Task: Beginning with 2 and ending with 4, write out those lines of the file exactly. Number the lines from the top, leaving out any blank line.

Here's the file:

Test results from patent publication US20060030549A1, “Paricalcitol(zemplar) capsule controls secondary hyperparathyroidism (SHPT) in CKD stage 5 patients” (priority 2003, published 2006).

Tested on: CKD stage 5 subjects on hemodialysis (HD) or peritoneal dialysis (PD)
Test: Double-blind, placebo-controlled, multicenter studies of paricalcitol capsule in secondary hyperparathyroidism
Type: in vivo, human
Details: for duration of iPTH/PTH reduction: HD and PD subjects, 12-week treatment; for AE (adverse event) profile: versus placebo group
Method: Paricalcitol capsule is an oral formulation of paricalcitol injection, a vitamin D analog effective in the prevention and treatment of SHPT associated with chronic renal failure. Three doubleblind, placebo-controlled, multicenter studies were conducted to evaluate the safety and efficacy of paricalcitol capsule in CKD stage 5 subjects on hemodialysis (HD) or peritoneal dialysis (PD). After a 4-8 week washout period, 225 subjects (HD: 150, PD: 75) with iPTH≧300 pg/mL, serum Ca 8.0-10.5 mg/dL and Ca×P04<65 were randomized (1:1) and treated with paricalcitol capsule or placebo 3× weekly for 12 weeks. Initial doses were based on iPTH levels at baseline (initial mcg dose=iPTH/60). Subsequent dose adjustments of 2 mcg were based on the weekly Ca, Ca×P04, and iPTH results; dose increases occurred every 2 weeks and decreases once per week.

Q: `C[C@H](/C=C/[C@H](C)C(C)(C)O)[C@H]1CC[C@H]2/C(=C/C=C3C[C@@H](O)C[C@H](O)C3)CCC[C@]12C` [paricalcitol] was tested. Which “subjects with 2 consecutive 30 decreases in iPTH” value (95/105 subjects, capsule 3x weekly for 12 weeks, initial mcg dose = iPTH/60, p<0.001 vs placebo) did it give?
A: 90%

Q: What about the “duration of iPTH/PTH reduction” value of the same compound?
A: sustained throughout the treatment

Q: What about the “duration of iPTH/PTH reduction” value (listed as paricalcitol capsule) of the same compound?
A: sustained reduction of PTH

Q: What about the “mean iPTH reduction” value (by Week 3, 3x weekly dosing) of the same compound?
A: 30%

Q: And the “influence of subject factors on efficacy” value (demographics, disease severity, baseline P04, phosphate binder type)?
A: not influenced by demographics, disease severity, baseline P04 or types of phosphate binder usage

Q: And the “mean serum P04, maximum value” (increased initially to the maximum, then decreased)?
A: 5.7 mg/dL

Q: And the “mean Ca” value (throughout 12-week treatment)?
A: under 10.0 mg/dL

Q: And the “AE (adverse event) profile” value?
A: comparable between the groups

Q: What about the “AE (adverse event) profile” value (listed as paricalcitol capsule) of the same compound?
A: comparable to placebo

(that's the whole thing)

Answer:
Tested on: CKD stage 5 subjects on hemodialysis (HD) or peritoneal dialysis (PD)
Test: Double-blind, placebo-controlled, multicenter studies of paricalcitol capsule in secondary hyperparathyroidism
Type: in vivo, human